In Case of Emergency, Locate the Pine, Cedar & Birch Trees

About fifteen years ago I went solo canoeing in Algonquin Park. One afternoon I decided to explore a backcountry area near where I had set up my tent. I reached the end of a long, winding river where it turned into cattail-filled marsh and ended up at a long beaver dam; water was trickling over it. I stepped out onto the loose knit branches to pull the canoe up and over and as I did my foot went deep into the dam. After extracting my very muddy and scratched leg, I carefully maneuvered my way up and over and found myself in a wide lake, sheltered by cliffs on both sides - a perfect place to fish. I fished and caught nothing.

After a while I decided to return to the camp site and make some lunch. This time as I got out of the canoe to pull it back over the dam, my adventurous foot went partly through the bottom of the canoe itself. I got back to the site in a wet, leaking canoe and used duct tape to seal the crack that I had made and cleaned up the blood and mud.

Later on during my trip I was butter-fingered and dropped my paddle into the lake during a semi-heroic trip through stiff winds. I used my hands and arms to propel the canoe over to the shore towards the paddle and fetched it.

Both times I was lucky - I had been a couple of miles away from my camp - and downstream. It would have been a long, hard slog through the bush to get back. If this had happened to me now (fifteen years later) even in a more isolated spot, and had the broken canoe been more badly holed, and had the paddle become lost to the currents I would now know better what to do from the shore. I would repair the canoe with a thick glue made of melted pine resin and powdered charcoal, and employ thick birch bark as a band aid over the surface of the canoe. And I could carve a paddle from a split dead-standing cedar log.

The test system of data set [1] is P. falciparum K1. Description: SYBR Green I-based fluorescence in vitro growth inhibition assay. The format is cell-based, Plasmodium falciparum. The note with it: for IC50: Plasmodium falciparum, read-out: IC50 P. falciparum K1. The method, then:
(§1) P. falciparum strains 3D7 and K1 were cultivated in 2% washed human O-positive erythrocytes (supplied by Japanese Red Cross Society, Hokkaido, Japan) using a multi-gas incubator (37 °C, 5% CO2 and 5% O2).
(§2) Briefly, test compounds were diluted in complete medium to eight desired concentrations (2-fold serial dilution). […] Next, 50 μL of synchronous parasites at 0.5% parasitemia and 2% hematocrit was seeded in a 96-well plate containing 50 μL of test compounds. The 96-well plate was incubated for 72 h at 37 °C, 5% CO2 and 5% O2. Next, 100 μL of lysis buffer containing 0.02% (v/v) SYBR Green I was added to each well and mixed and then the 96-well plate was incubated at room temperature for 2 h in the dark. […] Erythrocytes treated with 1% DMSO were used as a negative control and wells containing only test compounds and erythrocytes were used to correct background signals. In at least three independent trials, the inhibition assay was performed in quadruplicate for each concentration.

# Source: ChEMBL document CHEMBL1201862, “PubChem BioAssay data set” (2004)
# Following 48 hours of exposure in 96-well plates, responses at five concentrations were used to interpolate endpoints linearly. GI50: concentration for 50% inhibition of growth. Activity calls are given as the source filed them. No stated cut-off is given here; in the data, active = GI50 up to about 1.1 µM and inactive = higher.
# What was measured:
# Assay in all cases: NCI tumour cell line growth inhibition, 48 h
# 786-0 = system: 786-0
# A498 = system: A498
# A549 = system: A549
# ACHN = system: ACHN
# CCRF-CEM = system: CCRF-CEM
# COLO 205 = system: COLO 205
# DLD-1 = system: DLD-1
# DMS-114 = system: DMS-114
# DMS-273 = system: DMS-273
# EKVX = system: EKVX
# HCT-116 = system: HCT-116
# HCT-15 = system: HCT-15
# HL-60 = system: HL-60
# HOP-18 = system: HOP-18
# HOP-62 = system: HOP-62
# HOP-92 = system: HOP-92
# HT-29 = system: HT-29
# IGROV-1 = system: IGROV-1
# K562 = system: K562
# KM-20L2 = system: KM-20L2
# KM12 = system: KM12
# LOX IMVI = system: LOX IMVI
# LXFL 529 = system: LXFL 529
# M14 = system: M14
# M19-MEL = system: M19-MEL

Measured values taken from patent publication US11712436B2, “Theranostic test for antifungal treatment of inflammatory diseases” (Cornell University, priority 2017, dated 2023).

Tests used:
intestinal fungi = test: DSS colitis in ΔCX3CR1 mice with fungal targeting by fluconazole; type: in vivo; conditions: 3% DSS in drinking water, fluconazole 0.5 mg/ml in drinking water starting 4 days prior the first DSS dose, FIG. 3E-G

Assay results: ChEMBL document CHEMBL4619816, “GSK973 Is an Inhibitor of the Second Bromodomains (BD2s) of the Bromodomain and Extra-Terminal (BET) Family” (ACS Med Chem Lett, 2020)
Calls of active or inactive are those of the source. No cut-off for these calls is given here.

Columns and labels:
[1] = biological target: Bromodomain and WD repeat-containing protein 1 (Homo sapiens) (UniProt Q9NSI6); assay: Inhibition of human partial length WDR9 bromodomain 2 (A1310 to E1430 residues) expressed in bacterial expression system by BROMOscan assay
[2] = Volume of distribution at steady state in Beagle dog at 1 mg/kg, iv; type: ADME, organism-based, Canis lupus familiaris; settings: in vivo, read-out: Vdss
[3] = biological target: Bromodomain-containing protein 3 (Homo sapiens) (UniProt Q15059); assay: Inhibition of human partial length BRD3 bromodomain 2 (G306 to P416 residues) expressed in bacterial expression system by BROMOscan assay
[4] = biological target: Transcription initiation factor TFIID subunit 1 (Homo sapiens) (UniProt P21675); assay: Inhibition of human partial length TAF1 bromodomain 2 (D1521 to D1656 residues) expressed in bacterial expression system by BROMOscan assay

Repair is as vital a role during camping as is enjoying the trip. And there's nothing really wrong when stuff breaks. Stuff breaks, you fix it. And that's part of your job.

I find that in my day job as a project manager, my role is to both guide projects through to completion, and to troubleshoot and repair poorly assembled projects or projects that have - through no fault of their own - been damaged. I suppose that's my job and that's your job - no matter what you're doing.

In case of emergency, you need to locate the pine, cedar, and birch trees.



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